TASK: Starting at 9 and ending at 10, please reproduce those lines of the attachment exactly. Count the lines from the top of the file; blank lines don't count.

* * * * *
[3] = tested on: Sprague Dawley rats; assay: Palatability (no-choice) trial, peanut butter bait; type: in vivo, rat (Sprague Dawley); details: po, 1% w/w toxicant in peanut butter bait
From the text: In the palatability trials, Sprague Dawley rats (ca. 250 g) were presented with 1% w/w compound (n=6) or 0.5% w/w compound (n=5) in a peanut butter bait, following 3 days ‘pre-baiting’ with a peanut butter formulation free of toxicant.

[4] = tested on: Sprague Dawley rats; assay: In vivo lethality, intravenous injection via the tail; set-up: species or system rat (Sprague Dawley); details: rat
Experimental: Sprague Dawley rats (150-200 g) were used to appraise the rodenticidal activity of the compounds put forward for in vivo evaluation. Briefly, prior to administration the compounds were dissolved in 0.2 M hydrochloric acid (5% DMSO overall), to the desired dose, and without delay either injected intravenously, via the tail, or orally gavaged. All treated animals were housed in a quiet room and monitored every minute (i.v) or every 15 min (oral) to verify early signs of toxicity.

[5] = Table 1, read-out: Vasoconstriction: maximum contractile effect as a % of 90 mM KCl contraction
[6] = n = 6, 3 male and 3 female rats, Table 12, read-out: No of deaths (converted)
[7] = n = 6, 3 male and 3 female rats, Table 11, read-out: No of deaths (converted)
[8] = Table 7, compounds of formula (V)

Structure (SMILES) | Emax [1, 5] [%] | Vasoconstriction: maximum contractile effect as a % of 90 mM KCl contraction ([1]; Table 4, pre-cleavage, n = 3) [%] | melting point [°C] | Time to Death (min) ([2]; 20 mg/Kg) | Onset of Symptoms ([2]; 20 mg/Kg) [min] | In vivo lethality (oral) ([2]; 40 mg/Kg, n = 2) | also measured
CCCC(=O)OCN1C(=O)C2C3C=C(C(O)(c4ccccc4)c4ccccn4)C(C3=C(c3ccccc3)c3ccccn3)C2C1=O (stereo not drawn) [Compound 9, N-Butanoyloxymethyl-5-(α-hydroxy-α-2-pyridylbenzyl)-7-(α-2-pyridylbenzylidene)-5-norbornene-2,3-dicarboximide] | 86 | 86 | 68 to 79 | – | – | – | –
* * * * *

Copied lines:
Structure (SMILES) | Emax [1, 5] [%] | Vasoconstriction: maximum contractile effect as a % of 90 mM KCl contraction ([1]; Table 4, pre-cleavage, n = 3) [%] | melting point [°C] | Time to Death (min) ([2]; 20 mg/Kg) | Onset of Symptoms ([2]; 20 mg/Kg) [min] | In vivo lethality (oral) ([2]; 40 mg/Kg, n = 2) | also measured
CCCC(=O)OCN1C(=O)C2C3C=C(C(O)(c4ccccc4)c4ccccn4)C(C3=C(c3ccccc3)c3ccccn3)C2C1=O (stereo not drawn) [Compound 9, N-Butanoyloxymethyl-5-(α-hydroxy-α-2-pyridylbenzyl)-7-(α-2-pyridylbenzylidene)-5-norbornene-2,3-dicarboximide] | 86 | 86 | 68 to 79 | – | – | – | –